GREENSBORO, N.C. - Tu Holloway kept attacking the paint and knocking down tough shots for Xavier throughout the second half. It's no surprise the senior guard came through with the basket to help the Musketeers advance in the NCAA tournament.
OMAHA, Neb. - Kansas coach Bill Self hardly broached the topic of fellow No. 2 seed Missouri's upset loss to Norfolk State on Friday. He figured there was no need - his players already knew.
NASHVILLE, Tenn. - South Florida gave the Temple Owls an early preview of the Big East's grinding style, and the Bulls added another upset to the NCAA tournament.
COLUMBUS, Ohio - Draymond Green got on the phone earlier this week with a former Michigan State star.
OMAHA, Neb. - Having watched his team hang on against Saint Mary's after blowing a late double-digit lead, Purdue coach Matt Painter didn't point to a specific play that made the difference.
NASHVILLE, Tenn. - Walter Offutt got a taste for what it was like to beat Michigan while he was at Ohio State. Clinching an upset win for Ohio over the Wolverines in the NCAA tournament is just a bit sweeter.
GREENSBORO, N.C. - Mike Krzyzewski knew this year's Duke team had its flaws.
COLUMBUS, Ohio - During his years away from coaching as an ESPN commentator, Rick Majerus figured he'd have the perfect forum to discuss how much fun defense is.
The ball left his hand and Gonzaga sophomore guard David Stockton's first thought was "uh-oh."
GREENSBORO, N.C. - John Henson had a great seat on the North Carolina sideline to watch his teammates advance in the NCAA tournament. The question is how long the Tar Heels will have to win without him, not to mention if his sore left wrist will heal enough to make him a factor in March at all.
OMAHA, Neb. - Missouri coach Frank Haith implored his team not to overlook Norfolk State. He spent all week trying to prove to his players that the Spartans were better than a No. 15 seed.
COLUMBUS, Ohio - For a whole year Georgetown had to live with its failure last March, a second straight early-round NCAA exit. It haunted the Hoyas, angered them, drove them.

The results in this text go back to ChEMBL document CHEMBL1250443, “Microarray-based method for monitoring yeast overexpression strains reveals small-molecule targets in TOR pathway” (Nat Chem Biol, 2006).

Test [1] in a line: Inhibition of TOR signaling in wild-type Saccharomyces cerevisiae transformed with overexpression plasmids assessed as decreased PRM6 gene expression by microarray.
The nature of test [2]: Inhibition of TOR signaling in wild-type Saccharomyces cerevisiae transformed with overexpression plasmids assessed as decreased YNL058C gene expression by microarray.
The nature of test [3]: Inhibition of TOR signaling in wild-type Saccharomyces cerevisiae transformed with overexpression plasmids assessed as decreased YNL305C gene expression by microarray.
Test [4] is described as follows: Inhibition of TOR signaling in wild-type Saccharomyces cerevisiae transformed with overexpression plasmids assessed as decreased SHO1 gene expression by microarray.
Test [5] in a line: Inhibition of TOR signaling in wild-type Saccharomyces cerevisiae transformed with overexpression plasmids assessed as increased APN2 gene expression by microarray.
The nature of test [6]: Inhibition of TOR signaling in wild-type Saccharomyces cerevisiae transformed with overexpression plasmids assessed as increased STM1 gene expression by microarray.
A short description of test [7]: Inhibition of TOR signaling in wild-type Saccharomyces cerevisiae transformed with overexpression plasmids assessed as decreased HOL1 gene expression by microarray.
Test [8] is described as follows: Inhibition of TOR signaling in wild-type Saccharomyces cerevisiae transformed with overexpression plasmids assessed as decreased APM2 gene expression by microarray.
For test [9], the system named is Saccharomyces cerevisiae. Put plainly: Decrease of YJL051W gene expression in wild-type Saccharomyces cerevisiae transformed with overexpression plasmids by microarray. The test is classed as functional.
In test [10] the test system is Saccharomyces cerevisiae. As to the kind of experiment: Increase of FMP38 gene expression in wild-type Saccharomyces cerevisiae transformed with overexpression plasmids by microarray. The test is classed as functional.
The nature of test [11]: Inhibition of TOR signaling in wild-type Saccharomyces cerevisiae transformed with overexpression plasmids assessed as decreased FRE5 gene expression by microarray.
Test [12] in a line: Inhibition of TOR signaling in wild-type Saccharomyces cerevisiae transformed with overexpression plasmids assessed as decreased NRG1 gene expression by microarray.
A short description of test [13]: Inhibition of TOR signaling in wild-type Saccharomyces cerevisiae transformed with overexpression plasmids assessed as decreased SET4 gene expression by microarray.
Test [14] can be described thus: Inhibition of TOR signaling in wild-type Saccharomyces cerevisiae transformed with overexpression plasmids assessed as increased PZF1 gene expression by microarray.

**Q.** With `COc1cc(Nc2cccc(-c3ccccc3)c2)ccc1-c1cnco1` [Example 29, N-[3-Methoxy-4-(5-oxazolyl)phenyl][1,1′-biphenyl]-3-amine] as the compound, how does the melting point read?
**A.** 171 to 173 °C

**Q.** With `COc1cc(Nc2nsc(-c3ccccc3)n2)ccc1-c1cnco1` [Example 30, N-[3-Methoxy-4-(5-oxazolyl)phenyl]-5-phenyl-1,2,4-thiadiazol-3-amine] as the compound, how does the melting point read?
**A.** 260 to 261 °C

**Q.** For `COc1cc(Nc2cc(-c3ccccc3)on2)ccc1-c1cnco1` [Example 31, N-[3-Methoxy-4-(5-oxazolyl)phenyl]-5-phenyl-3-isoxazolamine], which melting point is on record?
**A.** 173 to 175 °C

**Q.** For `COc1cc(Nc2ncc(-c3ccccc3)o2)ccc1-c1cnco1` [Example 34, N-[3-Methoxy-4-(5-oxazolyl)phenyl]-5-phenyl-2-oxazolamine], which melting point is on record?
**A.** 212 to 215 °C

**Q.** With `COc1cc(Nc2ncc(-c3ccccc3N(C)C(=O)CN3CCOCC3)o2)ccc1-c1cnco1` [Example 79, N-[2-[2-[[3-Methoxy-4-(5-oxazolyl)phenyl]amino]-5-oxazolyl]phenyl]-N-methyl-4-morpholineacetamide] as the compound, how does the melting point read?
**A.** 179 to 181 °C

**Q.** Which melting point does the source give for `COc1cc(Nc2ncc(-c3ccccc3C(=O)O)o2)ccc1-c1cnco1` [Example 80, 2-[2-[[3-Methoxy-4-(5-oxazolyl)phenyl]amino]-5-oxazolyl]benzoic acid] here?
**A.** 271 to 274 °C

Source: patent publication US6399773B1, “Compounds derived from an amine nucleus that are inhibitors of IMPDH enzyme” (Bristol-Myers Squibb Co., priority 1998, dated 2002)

NASHVILLE, Tenn. - Florida State beat North Carolina twice this season. Did the same to Duke, too.
OMAHA, Neb. - With his 1.5-point scoring average, Casey Prather surely wasn't a big part of Virginia's scouting report on Florida.
There are many exciting things planned for 2015 at Ellinwood School/Community Library. The Smithsonian Exhibit, "Hometown Teams" will begin January 30th with a Chamber Coffee. Be watching for the various activities scheduled with this event.
Elizabeth Warren continues to bedazzle people precisely because she's not running for president. If she were to actually run for president, her power to bedazzle would diminish in a flash. To quote the sage Bob Dylan, "What looks large from a distance, close up ain't never that big."
A forester once told me that you know a drought is severe if you see Red Cedar trees dying. All around the county, you can see Cedars in tree rows and windbreaks dead and brown. If you are looking to replace your tree row, The Kansas Forest Service offers low-cost tree and shrub seedlings for use in conservation plantings. Plants are one to two years old and sizes vary from 5 to 18 inches, depending on species. Orders are accepted from now through the first full week in May each year, but order early to insure receiving the items you ...
Last week's column briefly discussed some of the reasons for the large changes in agriculture over the last century. Drivers for change included two World Wars, the Great Depression, economic conditions after WWII, and the Federal Government. One reader pointed out that the column almost painted war as a good thing for agriculture. That wasn't the intent. The fact is the driver for change and the development of new techniques and technologies is typically an event or events forcing and accelerating change. Now, how did events change farming over the last century.
USD 428 Board of Education will hold a special meeting at 5:30 p.m., on Monday at the District Education Center.
Many authors have documented the rise and fall of civilizations throughout time. Reasons for this rollercoaster effect are numerous-from human-influenced changes such as conquest, culture or religion, to events that occur in the natural environment including changes in climate or the presence of natural resources, such as soil.
Sarah Jean Neeland, Great Bend, a 2012 graduate of Great Bend High School, has earned a place on the fall 2014 Deans Honor Roll at Fort Hays State University. She is a senior majoring in elementary education.
Consumers who are interested in getting the most bang for their buck (and who isn't?) know to watch for sales. Most of us notice the patterns over time – holiday items on sale right after the holiday passes and white sales in January, for instance. Beyond that, many simply look for the best price at whatever time the need for an item arises.